The Golden Snitch?

Borehole Gravity for Reservoir Monitoring
This article appeared in Vol. 14, No. 4 - 2017


A shiny, one-inch round, miniature gravity meter is providing key bits of information about the distribution of pore fluids for reservoir monitoring. High-resolution borehole gravity measurements are now possible in deep, hot, small diameter wells of nearly all orientations, including horizontal wells.

The latest generation borehole gravity sensors are smaller than a golf ball and operate in cased and uncased wells less than 3 inches in diameter. (Source: Micro-g LaCoste) Many of the most pressing needs for gravity surveying in the O&G industry are for monitoring very small, time-variable density changes for enhanced oil recovery (EOR), carbon storage and hazard mitigation. High-resolution borehole gravity measurements are now possible in smaller diameter and more highly deviated wells (including horizontal wells) than ever before. Following suit with land gravity surveying, the borehole gravity (BHG) method routinely achieves 5 μGal or better repeatability – significantly expanding the applications of this 'old-school' survey technique for monitoring applications. The recent modifications provide an opportunity for implementation of the technology on advanced oil and gas operations with cutting-edge results. 

Carbon dioxide storage, steam-assisted gravity drainage (SAGD), and other types of EOR operations can benefit from borehole gravity because the method is sensitive to the mass and bulk density changes caused by pore fluid exchanges relatively far from the borehole. In addition, the method works through casing. Time-lapse borehole data can also be combined with time-lapse surface data, where feasible, providing a comprehensive sampling of changes in gravity occurring both near and distal from the source (e.g., Krahenbuhl and Li, 2012). 

A major distinction exists between single time-epoch gravity surveys, where the goal is to recover absolute earth densities and density distributions, and time-lapse (or 4D) gravity surveys where we wish to recover density changes over time. While the local gravity field is caused by the overall geologic structure and characteristics for a considerable distance around a well, the difference signal between consecutive, time-lapse gravity surveys is only related to the changes in the fluid density distribution within the pore space between logging epochs. Time-lapse surveying allows us to detect rock fluid changes that are 100 to 1,000 times smaller than the normal background gravity variations that dominate single-epoch surveys.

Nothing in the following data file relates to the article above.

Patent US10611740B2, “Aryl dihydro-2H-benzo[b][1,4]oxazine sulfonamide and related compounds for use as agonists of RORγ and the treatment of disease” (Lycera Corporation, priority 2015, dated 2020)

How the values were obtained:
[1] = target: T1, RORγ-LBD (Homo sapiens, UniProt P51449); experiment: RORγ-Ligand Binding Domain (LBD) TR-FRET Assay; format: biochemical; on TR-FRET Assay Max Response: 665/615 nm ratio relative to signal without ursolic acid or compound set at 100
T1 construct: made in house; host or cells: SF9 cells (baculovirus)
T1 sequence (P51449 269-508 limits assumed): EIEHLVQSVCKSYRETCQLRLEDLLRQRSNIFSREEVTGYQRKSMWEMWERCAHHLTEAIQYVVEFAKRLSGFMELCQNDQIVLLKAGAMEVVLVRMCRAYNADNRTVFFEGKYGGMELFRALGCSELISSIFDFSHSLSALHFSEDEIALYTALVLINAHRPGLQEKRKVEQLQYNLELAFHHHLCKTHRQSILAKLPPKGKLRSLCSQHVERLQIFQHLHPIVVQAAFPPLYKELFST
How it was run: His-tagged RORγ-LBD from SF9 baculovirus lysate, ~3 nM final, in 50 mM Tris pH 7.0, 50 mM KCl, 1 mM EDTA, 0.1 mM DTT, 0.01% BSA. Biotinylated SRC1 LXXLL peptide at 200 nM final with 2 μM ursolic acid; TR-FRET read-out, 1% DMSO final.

It’s All About Delta Density 

Figure 1b: Simulated, time-lapse borehole gravity signals in Wells 1, 2 and 3 in Figure 1a. (Source: Courtesy of Micro-g LaCoste) The basic premise of gravity surveying is that gravity measurements are sensitive to mass and density distributions in the earth. For time-lapse gravity surveys, it is the change in bulk formation density that is detected: this is due primarily to pore fluids changing saturation and/or replacing or mixing with other fluids. 

As an example, consider carbon dioxide (CO2). The density of CO2 varies greatly from the near-surface, where it is a low density gas, to depths greater than about 1 km, where it is a super-critical fluid with a density of about 0.6 g/cm3 or greater. In some scenarios, such as carbon dioxide invasion into shallow/near-surface aquifers, we expect increasingly negative gravity and bulk density anomalies over time, as low density CO2 replaces higher density in-situ water. 

Another example where we expect increasingly negative gravity anomalies is steam injection into shallow reservoirs. In this scenario, the delta density is also increasingly negative over time. Figure 1a (below) shows a density model of a SAGD reservoir simulation showing steam chambers developing along a group of linear-trending, horizontal injection wells. Borehole gravity combined with surface gravity in this case provides an excellent, 3D spatial sampling of the gravity field from which steam chamber development can be monitored. The forward-modeled borehole gravity signals for this model are shown in Figure 1b (opposite). 

  • Figure 1a: A time-lapse reservoir model for an early-stage, steam injection scenario. The developing steam chambers have a density contrast of about -0.3 g/cm3 with the surrounding reservoir in this model. (Source: Micro-g LaCoste)

In some scenarios, we expect densities to increase over time as net mass is added to the reservoir. The borehole gravity method was tested in a late-stage, pinnacle reef reservoir (Dover 33) at about 5,400 ft (1,650m) depth (Cumming, et al., 2017). The survey goal was to assess the capability of the technology for monitoring carbon dioxide movement and storage within a closed reef structure (Figure 2). Two BHG surveys were performed in the CO2 injection well to generate time-lapse data: a baseline survey was performed in 2013 while the reef was in a depleted, low-pressure condition (600 psi), and a repeat survey was conducted in 2016 after injection of 265,000 metric tons of CO2 into the reef and pressures had increased to 3,500 psi.

  • Figure 2: Side view of the Dover 33 reef with locations of the deep zone borehole gravity stations. (Source: Courtesy of Core Energy, Battelle Memorial Institute and Micro-g LaCoste)